Skywatchers, take note: Tonight (May 23) and tomorrow night will offer excellent opportunities to observe the so-called "dark side" of the moon.
The new moon occurred on Sunday evening (May 20), marked by an annular eclipse of the sun as the moon passed in front of it. The moon has now moved to the east of the sun, but is still mostly lit from behind. Only a slim crescent on the moon's east side is in full sunlight.
A word about east and west in the sky: When astronomers describe objects in the sky, they use "west" to mean "toward the western horizon" and "east" to mean "toward the eastern horizon." This puts east and west opposite to what we're used to on Earth maps. Just think of us as being on the inside of the sky map looking outward. However when astronomers talk about directions on the surface of a planet or moon, they use east and west exactly the way we do on Earth.
If you look at the crescent moon closely, especially with binoculars or a small telescope, you will probably see a faint outline of the full globe of the moon. This ghostly moon is lit by light reflected from the nearly full Earth in the moon's sky. [Earth's Moon Phases Explained (Infographic)]
This effect of "earthlight" or "earthshine" is sometimes described as seeing the old moon in the new moon's arms.
With binoculars or a telescope, it's easy to pick out the brighter features we are familiar with from the full moon. Remember that the moon always keeps the same face toward the Earth as it orbits our planet. Two craters in particular stand out: Aristarchus in the northwestern quadrant of the moon and Tycho near the moon's south pole.
Many people are confused by the fact that the young moon often seems to be lit from below. Since the sun, the main source of light on the moon, is usually below our horizon when we view the moon up in the sky at night, it should come as no surprise that the moon appears lit from below.
What is unusual is to see the moon lit directly from the left or right side: That's something you usually see only in textbooks, never in the real sky. The only time direct sidelight is possible is when we view the moon in full daylight, when the sun is at the same altitude as the moon.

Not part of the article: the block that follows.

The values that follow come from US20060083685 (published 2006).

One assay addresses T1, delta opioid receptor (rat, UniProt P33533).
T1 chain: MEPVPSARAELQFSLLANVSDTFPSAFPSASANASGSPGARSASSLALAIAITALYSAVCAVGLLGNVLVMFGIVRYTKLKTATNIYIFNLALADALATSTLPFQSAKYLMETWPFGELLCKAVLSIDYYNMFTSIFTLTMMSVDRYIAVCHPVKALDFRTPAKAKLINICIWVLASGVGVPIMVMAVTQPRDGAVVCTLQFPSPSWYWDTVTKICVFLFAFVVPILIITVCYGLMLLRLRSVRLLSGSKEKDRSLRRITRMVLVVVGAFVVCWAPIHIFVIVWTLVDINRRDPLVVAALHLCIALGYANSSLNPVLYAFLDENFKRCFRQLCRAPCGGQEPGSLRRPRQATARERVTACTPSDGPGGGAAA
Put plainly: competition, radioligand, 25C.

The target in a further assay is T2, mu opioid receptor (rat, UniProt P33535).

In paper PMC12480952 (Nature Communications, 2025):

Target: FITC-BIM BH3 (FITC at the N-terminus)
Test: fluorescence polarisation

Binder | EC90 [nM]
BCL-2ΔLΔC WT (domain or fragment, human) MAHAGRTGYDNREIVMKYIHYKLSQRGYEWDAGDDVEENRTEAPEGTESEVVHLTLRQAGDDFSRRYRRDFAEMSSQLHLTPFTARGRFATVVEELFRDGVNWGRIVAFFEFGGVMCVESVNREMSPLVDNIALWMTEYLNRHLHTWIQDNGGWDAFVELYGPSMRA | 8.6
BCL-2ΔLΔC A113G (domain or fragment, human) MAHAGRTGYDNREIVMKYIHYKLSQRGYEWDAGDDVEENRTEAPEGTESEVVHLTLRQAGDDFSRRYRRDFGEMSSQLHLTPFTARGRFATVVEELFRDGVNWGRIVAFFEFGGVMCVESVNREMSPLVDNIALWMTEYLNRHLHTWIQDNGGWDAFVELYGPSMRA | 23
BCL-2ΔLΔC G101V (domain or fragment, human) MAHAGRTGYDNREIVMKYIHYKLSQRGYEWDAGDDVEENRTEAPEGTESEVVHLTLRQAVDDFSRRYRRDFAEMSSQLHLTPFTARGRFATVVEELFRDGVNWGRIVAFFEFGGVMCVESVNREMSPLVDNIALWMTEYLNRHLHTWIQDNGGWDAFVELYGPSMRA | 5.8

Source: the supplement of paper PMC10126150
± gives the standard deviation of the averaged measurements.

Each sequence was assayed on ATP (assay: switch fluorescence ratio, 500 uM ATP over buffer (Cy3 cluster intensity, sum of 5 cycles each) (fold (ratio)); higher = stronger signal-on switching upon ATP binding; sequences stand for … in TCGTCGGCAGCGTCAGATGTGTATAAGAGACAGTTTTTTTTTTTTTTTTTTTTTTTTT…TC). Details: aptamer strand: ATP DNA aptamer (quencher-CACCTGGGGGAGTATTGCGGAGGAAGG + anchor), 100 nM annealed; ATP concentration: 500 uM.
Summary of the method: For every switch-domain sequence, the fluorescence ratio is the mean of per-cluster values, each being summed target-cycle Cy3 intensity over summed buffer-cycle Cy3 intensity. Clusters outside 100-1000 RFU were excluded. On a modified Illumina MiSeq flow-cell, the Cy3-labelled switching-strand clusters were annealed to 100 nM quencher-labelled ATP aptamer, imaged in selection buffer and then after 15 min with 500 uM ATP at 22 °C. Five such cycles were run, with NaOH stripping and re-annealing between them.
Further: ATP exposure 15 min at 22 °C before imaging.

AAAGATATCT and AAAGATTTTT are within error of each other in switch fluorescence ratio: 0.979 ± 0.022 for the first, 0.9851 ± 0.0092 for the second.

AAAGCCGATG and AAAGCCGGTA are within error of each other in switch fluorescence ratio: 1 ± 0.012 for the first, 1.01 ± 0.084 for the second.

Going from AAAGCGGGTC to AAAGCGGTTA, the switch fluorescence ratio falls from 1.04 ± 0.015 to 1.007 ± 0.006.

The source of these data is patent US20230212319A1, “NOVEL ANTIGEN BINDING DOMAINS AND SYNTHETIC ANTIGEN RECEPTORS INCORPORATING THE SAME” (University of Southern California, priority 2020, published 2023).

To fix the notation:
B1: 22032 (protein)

When observing the dark side of the moon, keep your eyes peeled for tiny flashes of light: lunar meteors. It's very rare for a meteor to kick up enough light when hitting the moon's surface to be visible from Earth, but it has happened, and has been confirmed by photographs from different locations, usually during the Leonid meteor shower.
Editor's note: If you snap an amazing picture of the moon that you'd like to be considered for use in a story or gallery, please send images and comments to SPACE.com managing editor Tariq Malik at email@example.com.
This article was provided to SPACE.com by Starry Night Education, the leader in space science curriculum solutions. Follow Starry Night on Twitter @StarryNightEdu.
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Geoff Gaherty was Space.com's Night Sky columnist and in partnership with Starry Night software and a dedicated amateur astronomer who sought to share the wonders of the night sky with the world. Based in Canada, Geoff studied mathematics and physics at McGill University and earned a Ph.D. in anthropology from the University of Toronto, all while pursuing a passion for the night sky and serving as an astronomy communicator. He credited a partial solar eclipse observed in 1946 (at age 5) and his 1957 sighting of the Comet Arend-Roland as a teenager for sparking his interest in amateur astronomy. In 2008, Geoff won the Chant Medal from the Royal Astronomical Society of Canada, an award given to a Canadian amateur astronomer in recognition of their lifetime achievements. Sadly, Geoff passed away July 7, 2016 due to complications from a kidney transplant, but his legacy continues at Starry Night.